JLM I don’t know enough about the law to know if you’re right. But I sure do like how you present your case counselor. As you like to say well done Sir.
I want to state that I have Kik on my phone though I am not a very active user. Basically I think they’re a very innovative company and I want to follow their journey. It would be a shame if their company is defeated in the courts and not in the court of public opinion. But for every Uber that prevails in the courts there’s a few startups that do not.
I don’t know the law, but that post looks really good, like at least someone has been there, done that, got the T-shirt and learned more since.Legal mud wrestling with the SEC over security regulations: Garbage, stink-o, pig sty stench, unpredictable crap-ola, rampant irrationality are really upsetting. How the heck am I going to slog through the usual unpredictable, absurd exogenous nonsense and still do the thinking and work for the best startup since sex when I encounter such upsetting garbage, …?Long to me crypto and ICOs smell like dead fish after a lake was drained last month, in Texas; it’s just a smell, and I don’t know the details.So, your post does a great job of turning on the clarifying, sterilizing lights, flushing out the garbage, …, and letting us enjoy nice things and get good work done again.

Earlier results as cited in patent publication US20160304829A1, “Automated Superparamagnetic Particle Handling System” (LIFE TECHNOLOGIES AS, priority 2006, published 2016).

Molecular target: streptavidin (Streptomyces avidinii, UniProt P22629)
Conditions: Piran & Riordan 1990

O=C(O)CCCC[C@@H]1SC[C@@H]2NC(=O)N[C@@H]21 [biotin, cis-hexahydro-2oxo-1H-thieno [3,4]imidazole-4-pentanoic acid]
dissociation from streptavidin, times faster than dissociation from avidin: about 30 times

Halt! Stop the presses! Breaking news! This just in: Athttps://www.sec.gov/news/pr…is:SEC Charges Issuer With Conducting $100 Million Unregistered ICOFOR IMMEDIATE RELEASE2019-87Washington D.C., June 4, 2019 —The Securities and Exchange Commission today sued Kik Interactive Inc. for conducting an illegal $100 million securities offering of digital tokens. The SEC charges that Kik sold the tokens to U.S. investors without registering their offer and sale as required by the U.S. securities laws.
I got a ton out of this listen, and I appreciate the share.I love when a modern legal issue ties back to older cases, as this one does in relation to the orange grove, and how ‘leasing’ land created a foundation for ‘a security’ and helped to define when folks were ‘in business together’ (as Ted put it so well).’Fonovisa v. Cherry Auction’ was a foundational case cited during Napster litigation, comparing file-sharing to a ‘swap meet’ (offline). It’s not that the analogy was perfect (as it rarely is), but the older form of the litigation clarified the principles at stake.I also enjoyed hearing (and bristled at) the firms who sought SEC permission and who folded to accept designations as ‘securities.’ Not because I think those firms did the right thing, but because it made so clear that Kik feels strongly enough to take a stand.Thanks for sharing a Good Fight. We have so many bad ones afoot.
To do that someone would need to construct a plausible legal argument. So in what way is the SEC being unconstitutional?